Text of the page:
All the talk about the Hinkley Point negotiations has made me reflect on my experiences of doing business in China, and how business and technology have developed in that country in such a short space of time.
I first went to China in the 1990s to negotiate the sale of a manufacturing line and the resultant product in a place called Cheng Du. Thomas Cook did not go there, and I soon found out why. It was cold and wet and I felt miserable with my surroundings but it was more than balanced by the friendliness and warmth of the people – until they were sat the other side of the negotiation table. They were tough negotiators! Clearly, they were determined and very ambitious.
My next experience was a few years later in Wu Hu. Not a dissimilar experience to the first, except that as well as the same degree of ambition, there was a remarkable shift in the knowledge base. My subjective experience was that the Chinese were learning new skills and gaining new understanding both in business and technology. And they were fast learners.
Roll on to the current century and I returned to Wu Hu. The town was transformed almost beyond recognition, all because the original factory, which built engines, was now a fully capable car manufacturing factory, with superbly skilled staff. The owners of the factory had set about recruiting Chinese National automotive engineers from the US and Europe, where they had studied and gained experience with the best automotive companies in the world. What I witnessed was a complete understanding of what they were doing, how they did it, and a constant focus on improvement. Their attention to detail on all components and assemblies was as accurate as I have seen anywhere.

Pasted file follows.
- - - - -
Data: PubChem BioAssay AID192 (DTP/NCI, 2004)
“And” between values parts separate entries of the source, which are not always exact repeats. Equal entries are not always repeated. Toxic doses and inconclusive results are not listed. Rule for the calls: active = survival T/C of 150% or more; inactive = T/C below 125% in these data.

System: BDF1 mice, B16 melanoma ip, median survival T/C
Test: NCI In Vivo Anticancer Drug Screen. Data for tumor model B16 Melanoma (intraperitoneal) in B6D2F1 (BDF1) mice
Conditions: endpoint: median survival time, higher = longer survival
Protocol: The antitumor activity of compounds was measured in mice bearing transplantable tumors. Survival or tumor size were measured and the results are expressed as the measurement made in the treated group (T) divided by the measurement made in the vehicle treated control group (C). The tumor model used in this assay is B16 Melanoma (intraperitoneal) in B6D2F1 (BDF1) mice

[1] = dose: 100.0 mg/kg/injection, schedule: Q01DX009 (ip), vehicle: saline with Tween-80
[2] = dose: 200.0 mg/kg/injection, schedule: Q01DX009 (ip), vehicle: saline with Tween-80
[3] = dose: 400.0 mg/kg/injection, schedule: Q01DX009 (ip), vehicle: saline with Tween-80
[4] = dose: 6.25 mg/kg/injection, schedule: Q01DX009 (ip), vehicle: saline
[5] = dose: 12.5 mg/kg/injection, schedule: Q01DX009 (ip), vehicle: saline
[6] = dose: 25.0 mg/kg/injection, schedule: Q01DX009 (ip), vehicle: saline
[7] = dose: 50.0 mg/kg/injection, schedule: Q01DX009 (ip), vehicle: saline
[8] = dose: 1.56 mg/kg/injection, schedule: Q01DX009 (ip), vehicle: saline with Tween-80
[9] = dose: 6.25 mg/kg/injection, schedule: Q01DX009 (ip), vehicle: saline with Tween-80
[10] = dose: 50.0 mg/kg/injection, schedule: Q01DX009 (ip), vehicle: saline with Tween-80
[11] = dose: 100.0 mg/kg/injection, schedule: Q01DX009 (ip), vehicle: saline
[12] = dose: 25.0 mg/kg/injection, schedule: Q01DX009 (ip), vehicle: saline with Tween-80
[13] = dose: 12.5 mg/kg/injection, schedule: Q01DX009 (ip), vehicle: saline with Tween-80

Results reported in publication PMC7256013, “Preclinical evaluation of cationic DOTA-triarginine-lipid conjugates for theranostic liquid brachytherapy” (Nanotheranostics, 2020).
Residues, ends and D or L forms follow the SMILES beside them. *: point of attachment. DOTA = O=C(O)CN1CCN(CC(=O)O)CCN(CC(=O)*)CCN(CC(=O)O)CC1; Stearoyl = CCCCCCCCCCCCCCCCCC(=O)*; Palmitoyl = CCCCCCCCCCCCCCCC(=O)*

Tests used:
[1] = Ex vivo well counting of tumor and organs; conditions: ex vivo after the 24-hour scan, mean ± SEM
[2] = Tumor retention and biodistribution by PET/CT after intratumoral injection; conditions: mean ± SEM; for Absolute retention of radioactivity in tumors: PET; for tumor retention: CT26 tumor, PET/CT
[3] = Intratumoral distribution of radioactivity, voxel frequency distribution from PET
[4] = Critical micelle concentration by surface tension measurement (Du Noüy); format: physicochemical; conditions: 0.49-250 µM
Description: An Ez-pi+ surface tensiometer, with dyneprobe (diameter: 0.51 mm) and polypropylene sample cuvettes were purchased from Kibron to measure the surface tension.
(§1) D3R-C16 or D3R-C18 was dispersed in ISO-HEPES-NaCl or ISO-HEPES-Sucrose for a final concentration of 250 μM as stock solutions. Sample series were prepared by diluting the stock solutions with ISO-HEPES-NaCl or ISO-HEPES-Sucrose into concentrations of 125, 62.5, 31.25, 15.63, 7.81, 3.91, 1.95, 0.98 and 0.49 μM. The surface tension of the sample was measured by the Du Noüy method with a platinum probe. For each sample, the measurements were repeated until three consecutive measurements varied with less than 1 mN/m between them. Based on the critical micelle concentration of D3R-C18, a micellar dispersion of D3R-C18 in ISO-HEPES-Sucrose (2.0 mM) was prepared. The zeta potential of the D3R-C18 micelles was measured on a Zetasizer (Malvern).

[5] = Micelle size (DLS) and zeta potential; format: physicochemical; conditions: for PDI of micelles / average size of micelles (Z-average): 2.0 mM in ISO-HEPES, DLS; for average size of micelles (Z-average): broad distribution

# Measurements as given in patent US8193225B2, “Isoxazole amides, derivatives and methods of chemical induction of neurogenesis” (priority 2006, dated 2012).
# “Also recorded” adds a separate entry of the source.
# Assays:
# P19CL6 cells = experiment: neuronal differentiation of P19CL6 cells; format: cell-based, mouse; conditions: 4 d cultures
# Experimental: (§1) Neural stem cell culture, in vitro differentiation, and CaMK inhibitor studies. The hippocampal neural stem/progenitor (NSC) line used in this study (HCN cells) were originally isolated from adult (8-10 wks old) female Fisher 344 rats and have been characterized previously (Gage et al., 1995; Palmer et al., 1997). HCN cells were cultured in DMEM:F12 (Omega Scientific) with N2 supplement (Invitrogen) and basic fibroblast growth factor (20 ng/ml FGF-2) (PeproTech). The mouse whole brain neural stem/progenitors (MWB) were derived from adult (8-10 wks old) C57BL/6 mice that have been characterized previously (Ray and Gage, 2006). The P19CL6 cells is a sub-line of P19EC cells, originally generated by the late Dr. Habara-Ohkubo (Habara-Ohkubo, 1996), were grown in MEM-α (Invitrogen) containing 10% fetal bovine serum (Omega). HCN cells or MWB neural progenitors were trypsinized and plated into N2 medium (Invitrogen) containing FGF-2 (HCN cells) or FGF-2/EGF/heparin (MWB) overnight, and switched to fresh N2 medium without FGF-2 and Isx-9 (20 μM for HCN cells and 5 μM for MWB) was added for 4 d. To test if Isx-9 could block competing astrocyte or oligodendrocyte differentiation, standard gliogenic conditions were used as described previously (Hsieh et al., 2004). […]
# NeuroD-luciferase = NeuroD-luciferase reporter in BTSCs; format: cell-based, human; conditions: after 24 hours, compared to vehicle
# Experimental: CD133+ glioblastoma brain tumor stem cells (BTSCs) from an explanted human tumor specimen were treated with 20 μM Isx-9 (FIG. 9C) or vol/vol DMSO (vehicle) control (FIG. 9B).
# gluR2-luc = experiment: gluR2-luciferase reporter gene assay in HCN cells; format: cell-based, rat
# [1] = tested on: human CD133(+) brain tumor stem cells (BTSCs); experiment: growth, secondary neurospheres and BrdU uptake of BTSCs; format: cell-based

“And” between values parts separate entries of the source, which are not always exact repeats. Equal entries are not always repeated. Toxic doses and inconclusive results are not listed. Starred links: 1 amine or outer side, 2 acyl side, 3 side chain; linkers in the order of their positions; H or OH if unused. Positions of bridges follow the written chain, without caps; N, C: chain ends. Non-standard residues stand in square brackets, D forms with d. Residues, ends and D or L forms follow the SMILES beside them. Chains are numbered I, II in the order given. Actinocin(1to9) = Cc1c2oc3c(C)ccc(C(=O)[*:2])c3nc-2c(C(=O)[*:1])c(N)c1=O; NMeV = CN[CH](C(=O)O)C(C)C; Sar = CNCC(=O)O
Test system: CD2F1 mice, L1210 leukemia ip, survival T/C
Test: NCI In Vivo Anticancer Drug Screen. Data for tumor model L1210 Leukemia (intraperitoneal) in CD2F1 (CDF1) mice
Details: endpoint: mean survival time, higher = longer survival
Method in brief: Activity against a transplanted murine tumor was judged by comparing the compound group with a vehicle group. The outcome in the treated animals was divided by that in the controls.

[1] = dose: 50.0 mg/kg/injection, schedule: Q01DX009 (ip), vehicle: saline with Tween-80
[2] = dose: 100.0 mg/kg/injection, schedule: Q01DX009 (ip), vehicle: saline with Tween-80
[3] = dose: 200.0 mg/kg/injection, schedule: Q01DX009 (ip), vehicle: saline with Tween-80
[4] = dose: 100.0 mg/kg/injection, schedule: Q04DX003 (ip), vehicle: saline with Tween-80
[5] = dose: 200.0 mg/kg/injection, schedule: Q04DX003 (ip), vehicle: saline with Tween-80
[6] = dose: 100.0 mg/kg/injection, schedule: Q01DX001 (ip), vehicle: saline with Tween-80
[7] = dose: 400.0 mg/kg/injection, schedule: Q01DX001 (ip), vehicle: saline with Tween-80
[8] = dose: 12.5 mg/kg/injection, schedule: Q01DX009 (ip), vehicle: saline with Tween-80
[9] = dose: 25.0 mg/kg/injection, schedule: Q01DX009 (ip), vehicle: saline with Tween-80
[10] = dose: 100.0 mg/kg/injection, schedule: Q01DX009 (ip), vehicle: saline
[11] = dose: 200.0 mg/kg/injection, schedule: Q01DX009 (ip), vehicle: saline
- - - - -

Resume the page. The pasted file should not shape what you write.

There were still inconsistencies. My next stop was Quongqing: the strangest thing I saw was a manufacturing line that produced components to a tolerance of two microns and then threw them on the floor before the next process! But I’ve followed their progress and I know that company are now making the complete product and holding the tolerance all the way through.
It seems to me that the most important thing the Chinese were doing was taking every opportunity they could to learn, whether this was from the usual training routes at home and abroad, from nationals returning from other countries with new knowledge, or simply from their contact with those who had knowledge they might need, including our business negotiations. Yes, in negotiating I think we shared information that was probably more valuable than the bits and pieces we sold them.
Also, they learnt from their mistakes. And that means not being afraid to make mistakes every now and then – another valuable lesson we should all bear in mind. To learn, make progress and succeed, you have to be ready to accept and deal with the occasional wrong turn.
As we all know, the progress of Chinese industry and technology has been remarkable. I now know of Chinese-owned high tech companies operating in the UK that sell their products back to China. In 25 years China has progressed from being a nation of technology buyers for internal consumption to a producer of high tech for international consumption. I wonder what I’ll see on my next visit. I’ll probably learn a thing or two.
Garry Smith is a business coach at Advantage Business Partnerships and the co-author of Creating Business Advantage: Setting Up and Running A Successful Business (SRA Books, 2015) ISBN 978-1-909116-43-6